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Saturday, May 2, 2020 | History

3 edition of Aspects of syncretism in Israelite religion ... found in the catalog.

Aspects of syncretism in Israelite religion ...

Gösta Werner Ahlström

Aspects of syncretism in Israelite religion ...

by Gösta Werner Ahlström

  • 108 Want to read
  • 13 Currently reading

Published by Gleerup in Lund .
Written in English


Edition Notes

Statementtransl. by Eric J. Sharpe.
SeriesHorae Soederblomianae -- 5
ID Numbers
Open LibraryOL20116320M

religious syncretism, or the merging of different religious beliefs into one system. The whole world seemed to believe that all roads led to heaven and no single group had the right to claim an exclusive handle on truth. Yet ancient Israelite Yahwism was by definition exclusive. National Israel had failed b/c of its unwillingness to worship. After Samson's death, the book portrays an Israel in decline, beginning in Chapter 17 with the story of Micah and his molten image dedicated to the Lord. Another example of the syncretism of Israelite religion, Micah worships the Lord but he does so through building a graven image and consecrating a Levite as a priest to serve it.

Syncretism (/ ˈ s ɪ ŋ k r ə t ɪ z əm /) is the combining of different beliefs, while blending practices of various schools of tism involves the merging or assimilation of several originally discrete traditions, especially in the theology and mythology of religion, thus asserting an underlying unity and allowing for an inclusive approach to other faiths. Deuteronomy In verse 1, we see how God regarded Israel. Moses wrote Deuteronomy at the end of Israel's wandering in the wilderness, forty years after their release from Egypt. After spending many generations under Egyptian rule, the Israelites had absorbed certain aspects of Egyptian culture as their own, and many of these were wrong.

And the same concerns about religious syncretism and false prophets can be found in the New Testament. Let me here just offer two very quick examples, as found in the book of Acts. In Acts we learn about the false prophet Elymas who was blinded by God as judgment on his activities, which were “perverting the right ways of the Lord. Syncretism could possibly describe other fields, like philosophy, but scholars use it almost exclusively in religious contexts. Syncretize, the verb form of the word, is very revealing. It means "to attempt to unite and harmonize especially without critical examination or logical unity.".


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Aspects of syncretism in Israelite religion .. by Gösta Werner Ahlström Download PDF EPUB FB2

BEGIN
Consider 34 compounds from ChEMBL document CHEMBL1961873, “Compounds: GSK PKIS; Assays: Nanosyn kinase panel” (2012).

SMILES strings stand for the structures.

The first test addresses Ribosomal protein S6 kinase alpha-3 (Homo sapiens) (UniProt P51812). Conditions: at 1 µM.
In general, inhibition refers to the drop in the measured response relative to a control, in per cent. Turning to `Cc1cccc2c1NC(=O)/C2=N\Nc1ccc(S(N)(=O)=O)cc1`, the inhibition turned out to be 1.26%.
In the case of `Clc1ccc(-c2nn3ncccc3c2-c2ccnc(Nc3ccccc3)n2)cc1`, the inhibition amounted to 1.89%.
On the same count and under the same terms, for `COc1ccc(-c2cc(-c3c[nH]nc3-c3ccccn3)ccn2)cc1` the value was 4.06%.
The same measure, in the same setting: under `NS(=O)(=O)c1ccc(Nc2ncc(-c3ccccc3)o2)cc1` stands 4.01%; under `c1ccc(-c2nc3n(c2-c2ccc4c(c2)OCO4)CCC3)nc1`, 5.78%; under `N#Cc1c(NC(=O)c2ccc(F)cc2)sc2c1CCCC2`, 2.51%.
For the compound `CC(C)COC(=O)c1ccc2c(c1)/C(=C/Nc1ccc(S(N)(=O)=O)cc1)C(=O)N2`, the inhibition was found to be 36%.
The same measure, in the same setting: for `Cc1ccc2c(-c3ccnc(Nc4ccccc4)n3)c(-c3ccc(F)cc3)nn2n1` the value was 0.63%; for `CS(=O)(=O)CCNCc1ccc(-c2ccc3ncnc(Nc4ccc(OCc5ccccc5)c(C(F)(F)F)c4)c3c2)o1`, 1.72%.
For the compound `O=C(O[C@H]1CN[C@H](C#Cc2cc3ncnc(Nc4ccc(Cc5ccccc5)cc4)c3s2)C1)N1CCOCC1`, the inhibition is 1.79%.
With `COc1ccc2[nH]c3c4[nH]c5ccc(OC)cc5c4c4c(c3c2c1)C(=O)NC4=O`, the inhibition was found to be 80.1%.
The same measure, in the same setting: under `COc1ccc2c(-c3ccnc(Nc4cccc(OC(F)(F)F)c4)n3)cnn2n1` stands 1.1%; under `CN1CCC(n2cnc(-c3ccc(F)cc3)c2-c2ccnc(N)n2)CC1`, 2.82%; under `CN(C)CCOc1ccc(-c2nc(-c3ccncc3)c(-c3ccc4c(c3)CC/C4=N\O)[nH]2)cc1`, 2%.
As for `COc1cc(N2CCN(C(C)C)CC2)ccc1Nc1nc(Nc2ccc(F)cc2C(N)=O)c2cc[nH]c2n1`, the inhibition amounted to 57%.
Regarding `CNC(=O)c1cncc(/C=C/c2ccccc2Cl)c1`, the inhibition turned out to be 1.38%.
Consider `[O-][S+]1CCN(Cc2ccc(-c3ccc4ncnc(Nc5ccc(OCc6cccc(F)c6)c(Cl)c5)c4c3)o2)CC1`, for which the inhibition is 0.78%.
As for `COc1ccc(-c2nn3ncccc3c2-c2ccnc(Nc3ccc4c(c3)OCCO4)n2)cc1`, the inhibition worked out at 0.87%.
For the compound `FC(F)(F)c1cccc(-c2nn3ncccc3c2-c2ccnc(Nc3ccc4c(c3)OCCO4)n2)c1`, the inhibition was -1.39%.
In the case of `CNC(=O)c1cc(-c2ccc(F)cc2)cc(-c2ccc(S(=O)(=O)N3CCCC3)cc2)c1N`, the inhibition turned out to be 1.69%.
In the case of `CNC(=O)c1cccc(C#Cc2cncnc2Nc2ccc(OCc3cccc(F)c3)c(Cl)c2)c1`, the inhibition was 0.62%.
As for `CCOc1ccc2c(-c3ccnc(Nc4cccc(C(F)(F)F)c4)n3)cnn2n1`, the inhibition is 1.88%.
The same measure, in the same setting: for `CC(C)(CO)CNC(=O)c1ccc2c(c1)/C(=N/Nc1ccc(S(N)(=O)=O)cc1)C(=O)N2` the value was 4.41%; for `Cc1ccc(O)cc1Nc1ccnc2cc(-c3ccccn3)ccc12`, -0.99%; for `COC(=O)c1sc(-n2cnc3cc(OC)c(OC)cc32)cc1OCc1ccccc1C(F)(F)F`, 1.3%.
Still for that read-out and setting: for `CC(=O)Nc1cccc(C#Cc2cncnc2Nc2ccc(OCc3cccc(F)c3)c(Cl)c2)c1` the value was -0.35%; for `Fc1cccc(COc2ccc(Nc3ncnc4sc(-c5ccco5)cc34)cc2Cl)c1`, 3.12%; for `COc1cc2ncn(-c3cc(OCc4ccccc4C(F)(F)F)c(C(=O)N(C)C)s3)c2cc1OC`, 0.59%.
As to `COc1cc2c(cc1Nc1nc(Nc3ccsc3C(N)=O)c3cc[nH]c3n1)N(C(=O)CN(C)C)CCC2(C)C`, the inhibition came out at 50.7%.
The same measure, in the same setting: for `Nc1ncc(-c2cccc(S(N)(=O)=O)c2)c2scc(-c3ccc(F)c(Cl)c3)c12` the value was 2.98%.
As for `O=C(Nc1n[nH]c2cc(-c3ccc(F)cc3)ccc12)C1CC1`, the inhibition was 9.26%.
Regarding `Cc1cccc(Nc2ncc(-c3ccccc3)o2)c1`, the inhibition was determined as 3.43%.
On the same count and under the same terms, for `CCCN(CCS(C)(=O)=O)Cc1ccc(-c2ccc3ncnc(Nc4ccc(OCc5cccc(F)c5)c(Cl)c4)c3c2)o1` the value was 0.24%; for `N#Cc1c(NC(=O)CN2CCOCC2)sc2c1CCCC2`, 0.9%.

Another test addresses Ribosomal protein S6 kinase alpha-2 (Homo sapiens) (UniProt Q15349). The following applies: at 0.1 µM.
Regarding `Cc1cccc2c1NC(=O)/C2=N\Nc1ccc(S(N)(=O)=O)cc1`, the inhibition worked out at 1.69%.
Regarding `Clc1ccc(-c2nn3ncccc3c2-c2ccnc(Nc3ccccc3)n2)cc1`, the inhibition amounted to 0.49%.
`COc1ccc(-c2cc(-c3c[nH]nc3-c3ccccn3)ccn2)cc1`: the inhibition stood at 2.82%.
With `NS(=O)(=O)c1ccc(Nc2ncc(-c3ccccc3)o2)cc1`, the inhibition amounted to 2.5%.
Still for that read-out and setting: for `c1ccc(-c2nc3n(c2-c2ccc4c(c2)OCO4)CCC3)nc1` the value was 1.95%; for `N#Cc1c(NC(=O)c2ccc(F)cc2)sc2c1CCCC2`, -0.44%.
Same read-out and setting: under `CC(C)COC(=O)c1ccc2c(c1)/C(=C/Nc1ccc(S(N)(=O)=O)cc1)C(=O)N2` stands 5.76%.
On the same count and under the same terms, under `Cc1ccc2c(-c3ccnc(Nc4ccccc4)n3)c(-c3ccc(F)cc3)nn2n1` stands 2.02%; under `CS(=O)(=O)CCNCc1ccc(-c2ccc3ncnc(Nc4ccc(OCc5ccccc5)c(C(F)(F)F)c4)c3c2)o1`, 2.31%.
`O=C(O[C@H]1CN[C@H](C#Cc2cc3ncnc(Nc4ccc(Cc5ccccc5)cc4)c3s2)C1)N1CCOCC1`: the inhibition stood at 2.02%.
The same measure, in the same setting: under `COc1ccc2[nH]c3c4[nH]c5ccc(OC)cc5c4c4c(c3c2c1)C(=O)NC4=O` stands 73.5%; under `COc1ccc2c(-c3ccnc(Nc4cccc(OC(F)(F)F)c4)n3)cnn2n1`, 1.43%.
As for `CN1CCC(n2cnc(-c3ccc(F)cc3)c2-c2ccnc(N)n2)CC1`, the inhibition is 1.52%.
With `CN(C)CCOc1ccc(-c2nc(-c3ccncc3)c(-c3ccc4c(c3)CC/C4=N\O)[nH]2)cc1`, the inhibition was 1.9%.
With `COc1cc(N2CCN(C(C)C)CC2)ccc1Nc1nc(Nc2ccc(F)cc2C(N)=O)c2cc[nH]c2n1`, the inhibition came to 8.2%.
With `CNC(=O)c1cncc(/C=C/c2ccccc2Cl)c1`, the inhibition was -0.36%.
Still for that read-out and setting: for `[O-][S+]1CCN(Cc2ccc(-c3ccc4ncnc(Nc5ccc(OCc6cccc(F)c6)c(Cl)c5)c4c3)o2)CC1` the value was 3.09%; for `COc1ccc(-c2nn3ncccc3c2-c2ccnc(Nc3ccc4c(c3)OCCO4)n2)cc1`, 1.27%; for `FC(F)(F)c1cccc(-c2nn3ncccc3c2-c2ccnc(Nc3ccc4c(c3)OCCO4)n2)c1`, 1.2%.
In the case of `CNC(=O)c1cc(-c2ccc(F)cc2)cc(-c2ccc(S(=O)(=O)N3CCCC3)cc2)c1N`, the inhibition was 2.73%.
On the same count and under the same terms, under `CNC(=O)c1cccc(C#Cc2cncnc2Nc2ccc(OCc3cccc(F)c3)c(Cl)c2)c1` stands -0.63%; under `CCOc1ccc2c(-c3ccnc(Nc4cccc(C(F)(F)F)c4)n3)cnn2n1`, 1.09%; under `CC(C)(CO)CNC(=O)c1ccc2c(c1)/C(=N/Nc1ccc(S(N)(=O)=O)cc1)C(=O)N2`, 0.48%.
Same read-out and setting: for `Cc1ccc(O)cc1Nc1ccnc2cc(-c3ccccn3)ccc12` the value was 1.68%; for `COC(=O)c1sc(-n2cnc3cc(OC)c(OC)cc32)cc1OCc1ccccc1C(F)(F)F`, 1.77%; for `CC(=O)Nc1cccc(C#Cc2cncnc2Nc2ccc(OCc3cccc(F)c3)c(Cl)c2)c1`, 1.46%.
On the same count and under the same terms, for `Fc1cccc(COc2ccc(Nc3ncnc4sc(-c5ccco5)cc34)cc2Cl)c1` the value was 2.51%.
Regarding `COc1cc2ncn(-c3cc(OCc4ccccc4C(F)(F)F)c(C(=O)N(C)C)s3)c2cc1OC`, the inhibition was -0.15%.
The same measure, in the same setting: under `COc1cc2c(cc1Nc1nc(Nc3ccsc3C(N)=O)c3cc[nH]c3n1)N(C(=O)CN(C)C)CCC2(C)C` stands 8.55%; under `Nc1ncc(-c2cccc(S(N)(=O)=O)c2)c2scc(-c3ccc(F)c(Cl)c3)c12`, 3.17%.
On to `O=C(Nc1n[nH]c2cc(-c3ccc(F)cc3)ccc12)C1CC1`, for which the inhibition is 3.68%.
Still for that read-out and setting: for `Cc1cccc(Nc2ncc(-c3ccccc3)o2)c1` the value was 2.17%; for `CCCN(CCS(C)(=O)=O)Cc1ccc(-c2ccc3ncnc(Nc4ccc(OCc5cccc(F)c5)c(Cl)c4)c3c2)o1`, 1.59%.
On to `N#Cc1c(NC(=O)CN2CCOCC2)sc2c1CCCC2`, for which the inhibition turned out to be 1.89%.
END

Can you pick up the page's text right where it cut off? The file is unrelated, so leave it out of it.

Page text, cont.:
Aspects of syncretism in Israelite religion (Horae Soederblomianae) [GoÌ sta W AhlstroÌ m] on *FREE* shipping on qualifying offers. Genre/Form: History: Additional Physical Format: Online version: Ahlström, Gösta W. (Gösta Werner), Aspects of syncretism in Israelite religion.

Among the many books on Israelite religion, M. Smith has written one of the more provoking and also more fascinating.

It is free from the tendency (conscious or unconscious) toward making the religion of Israel Jewish or Christian, which tendency often pervades the so-called theologies of the Old Testament. In reading Smith's book, one must.

Long a fascinating but problematic category of religious studies, "syncretism" is an elastic term that describes a wide range of practices characterized by the mixing or overlap of traditions. Syncretism in Religion offers the student a broad selection of essays, both classical contributions to the study of syncretism and new essays commissioned especially for this Aspects of syncretism in Israelite religion.

book 1. The Religions of Ancient Israel: A Synthesis of Parallactic Approaches by "This volume is a well-researched and referenced account of aspects of Israelite religion which is prefaced with a useful survey of the current methods of reading the Old Testament historically." —Theological Book Cited by: "Syncretism, refers to the mixing of different religious traditions whether as active, ongoing process or as historical fact.

In the present era of displacement, migration and generally increasing "cultural compression" syncretism is very much a current event. But syncretism does not just happen because religions have similarities and cross over into one another.

By comparison, syncretism is often used in religious contexts, either to describe religious systems in which people practice two religions side by side, in an alternate or complementary manner.

Syncretism is the merger of different, and at times, contradictory religious practices, faith, and beliefs in order to reconcile different religious traditions found within a community and in order to find unity between competitive views. Syncretism in the Old Testament involves Israel’s absorption of Canaanite religious practices into the religion of Yahweh.